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Trump Says He’d Meet Rouhani Under ‘Correct’ Circumstances

Donald Trump said Monday he’d be willing to meet Iranian President Hassan Rouhani under the “correct” circumstances to discuss their standoff over the 2015 nuclear deal the U.S. president abandoned.

French President Emmanuel Macron said during a joint news conference with Trump in Biarritz, France, that he hoped to arrange a meeting between the two leaders within weeks. The American president was more cautious about a move that would signal a dramatic shift in almost a half century of broken diplomatic ties between Tehran and Washington.

Speaking at the conclusion of the Group of Seven meeting on Monday, Trump said he would meet with Rouhani “if the circumstances were correct or were right.”

“I don’t know the gentleman,” Trump said. “I think he’s going to want to meet.”

Trump also said he’d support extending what he called a “letter of credit” to Iran, secured by oil, to help the country meet short-term financial obligations, another Macron proposal. “It would be from numerous countries,” Trump said, and “it would be paid back immediately.”

The talk of allowing even limited crude sales would be a sharp shift in what has been an ever tightening series of U.S. economic sanctions on the Islamic Republic, including restrictions on the country’s oil sales. The comments followed televised remarks by Rouhani, who reiterated previous statements that he’s willing to talk.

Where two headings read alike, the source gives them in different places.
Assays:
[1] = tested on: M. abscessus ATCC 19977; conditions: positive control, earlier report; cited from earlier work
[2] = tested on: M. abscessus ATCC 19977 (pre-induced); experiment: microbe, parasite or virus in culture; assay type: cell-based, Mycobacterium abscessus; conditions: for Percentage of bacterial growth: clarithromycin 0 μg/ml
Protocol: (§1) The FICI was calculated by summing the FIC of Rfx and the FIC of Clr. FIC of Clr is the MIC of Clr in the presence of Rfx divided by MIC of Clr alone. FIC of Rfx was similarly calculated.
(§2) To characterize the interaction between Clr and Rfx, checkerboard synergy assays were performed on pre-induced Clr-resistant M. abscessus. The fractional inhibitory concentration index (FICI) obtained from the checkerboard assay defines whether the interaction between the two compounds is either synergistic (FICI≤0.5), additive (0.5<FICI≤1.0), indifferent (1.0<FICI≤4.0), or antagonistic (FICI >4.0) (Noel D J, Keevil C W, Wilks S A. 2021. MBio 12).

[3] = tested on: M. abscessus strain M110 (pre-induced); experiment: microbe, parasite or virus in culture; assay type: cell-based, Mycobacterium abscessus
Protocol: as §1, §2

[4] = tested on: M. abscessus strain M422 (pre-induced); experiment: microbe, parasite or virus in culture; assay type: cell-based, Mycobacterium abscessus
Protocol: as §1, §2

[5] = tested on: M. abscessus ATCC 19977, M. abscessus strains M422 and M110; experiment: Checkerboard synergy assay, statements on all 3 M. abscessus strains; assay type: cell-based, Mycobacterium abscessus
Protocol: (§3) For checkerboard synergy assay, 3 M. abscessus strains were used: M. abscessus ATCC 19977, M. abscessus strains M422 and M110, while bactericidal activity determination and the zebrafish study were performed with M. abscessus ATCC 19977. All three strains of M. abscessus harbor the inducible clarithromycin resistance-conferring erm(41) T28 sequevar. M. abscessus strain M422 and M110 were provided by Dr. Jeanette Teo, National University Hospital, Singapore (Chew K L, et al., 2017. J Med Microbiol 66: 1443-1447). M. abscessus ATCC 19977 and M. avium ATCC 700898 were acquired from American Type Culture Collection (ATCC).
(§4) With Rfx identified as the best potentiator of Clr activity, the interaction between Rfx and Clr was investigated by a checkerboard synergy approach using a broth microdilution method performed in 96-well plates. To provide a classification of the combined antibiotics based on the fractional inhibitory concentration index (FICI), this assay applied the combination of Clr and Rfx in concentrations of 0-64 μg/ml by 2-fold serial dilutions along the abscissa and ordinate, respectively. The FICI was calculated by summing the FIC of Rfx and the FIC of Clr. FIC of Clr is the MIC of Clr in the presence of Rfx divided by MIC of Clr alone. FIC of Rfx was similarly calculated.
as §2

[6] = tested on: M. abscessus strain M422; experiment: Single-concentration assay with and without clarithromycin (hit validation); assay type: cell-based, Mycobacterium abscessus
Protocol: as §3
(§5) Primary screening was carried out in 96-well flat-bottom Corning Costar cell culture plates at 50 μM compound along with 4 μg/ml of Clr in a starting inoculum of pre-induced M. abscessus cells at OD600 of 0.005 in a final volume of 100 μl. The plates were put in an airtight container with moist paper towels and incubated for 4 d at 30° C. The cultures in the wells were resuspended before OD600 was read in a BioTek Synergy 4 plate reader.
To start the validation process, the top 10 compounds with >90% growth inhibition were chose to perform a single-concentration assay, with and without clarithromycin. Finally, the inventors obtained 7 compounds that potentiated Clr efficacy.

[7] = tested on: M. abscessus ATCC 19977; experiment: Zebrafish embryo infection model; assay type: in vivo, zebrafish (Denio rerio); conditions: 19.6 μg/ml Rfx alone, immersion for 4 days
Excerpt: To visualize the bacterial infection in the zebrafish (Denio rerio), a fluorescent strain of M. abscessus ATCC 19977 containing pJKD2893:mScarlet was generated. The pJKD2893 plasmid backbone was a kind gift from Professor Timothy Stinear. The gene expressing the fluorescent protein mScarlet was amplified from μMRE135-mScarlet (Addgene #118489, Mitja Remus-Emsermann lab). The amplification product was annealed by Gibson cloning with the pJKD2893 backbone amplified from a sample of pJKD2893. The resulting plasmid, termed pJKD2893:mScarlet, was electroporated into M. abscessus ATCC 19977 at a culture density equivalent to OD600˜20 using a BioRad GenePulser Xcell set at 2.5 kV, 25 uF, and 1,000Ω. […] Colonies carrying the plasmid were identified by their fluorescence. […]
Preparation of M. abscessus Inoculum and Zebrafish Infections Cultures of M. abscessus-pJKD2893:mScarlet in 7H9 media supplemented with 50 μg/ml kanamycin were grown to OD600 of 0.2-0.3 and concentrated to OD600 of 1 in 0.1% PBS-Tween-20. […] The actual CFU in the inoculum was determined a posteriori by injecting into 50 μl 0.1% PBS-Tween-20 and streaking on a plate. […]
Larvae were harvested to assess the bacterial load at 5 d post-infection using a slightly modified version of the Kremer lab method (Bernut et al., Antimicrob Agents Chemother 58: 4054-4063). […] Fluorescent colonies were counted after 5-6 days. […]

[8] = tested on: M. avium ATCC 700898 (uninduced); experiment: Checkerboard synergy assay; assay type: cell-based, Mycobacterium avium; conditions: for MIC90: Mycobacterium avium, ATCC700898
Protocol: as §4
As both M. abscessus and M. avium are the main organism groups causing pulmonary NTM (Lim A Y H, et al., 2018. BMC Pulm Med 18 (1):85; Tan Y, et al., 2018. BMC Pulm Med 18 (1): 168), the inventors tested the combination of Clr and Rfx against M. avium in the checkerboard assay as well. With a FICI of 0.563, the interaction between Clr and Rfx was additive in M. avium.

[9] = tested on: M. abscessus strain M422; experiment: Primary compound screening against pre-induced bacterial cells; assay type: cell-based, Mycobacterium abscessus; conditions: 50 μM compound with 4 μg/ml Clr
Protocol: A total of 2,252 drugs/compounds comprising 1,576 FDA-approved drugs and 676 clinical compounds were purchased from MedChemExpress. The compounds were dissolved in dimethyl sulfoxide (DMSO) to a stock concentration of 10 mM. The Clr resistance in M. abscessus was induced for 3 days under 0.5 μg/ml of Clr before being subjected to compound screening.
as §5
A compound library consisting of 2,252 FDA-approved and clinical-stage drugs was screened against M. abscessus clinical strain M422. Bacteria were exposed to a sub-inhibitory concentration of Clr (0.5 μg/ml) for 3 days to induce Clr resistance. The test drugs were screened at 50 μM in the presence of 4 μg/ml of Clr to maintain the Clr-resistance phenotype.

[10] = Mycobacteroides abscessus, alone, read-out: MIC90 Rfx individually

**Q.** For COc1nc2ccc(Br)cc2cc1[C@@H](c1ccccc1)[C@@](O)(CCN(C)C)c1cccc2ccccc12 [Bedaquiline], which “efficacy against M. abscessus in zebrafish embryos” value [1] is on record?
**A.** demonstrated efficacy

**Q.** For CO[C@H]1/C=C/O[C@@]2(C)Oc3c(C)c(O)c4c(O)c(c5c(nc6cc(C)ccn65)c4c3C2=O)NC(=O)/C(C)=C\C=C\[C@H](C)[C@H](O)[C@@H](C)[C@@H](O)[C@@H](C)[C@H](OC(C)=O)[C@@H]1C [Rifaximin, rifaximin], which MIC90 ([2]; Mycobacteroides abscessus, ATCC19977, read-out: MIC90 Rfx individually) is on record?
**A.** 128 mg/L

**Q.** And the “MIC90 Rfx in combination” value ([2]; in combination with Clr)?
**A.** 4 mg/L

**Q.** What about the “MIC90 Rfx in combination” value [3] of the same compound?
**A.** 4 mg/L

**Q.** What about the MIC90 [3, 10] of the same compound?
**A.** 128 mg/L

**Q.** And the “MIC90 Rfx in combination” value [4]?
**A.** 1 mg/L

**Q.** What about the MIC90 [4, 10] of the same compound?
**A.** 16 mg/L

“We must make use of any means for the interest of our country,” Rouhani said. “If I know that going to a meeting, meeting someone will lead to the progress of my country and resolve the problems of the people, I will not hold back. The principle is the national interest of our people.”

Though any actual summit is likely a long ways off, the back-and-forth between two leaders of countries which have considered the other an enemy for decades signaled there may be an opportunity to strike a deal.

Iran was a central part of the discussions at the G-7, whose European leaders are trying to hold together the nuclear deal with Tehran that Trump exited last year. Iran also generated the summit’s biggest surprise, when Iranian Foreign Minister Javad Zarif flew to Biarritz on Sunday with most world leaders having little or no advanced notice of the trip.

Zarif’s arrival and his day of meetings in the mayor’s office in Biarritz prompted speculation Trump might leave the summit altogether. But the American president didn’t let Zarif’s arrival upend his plans, even though his administration has ramped up sanctions on Iran and threatened retaliation if the Islamic Republic continues to violate the 2015 agreement. Trump said Macron had told him in advance about the Zarif visit.

Underscoring the message that France can act as a mediator on improvements to the 2015 nuclear accord, Macron accurately noted that French negotiators “hesitated most to sign this agreement” because it had “drawbacks and compromises.”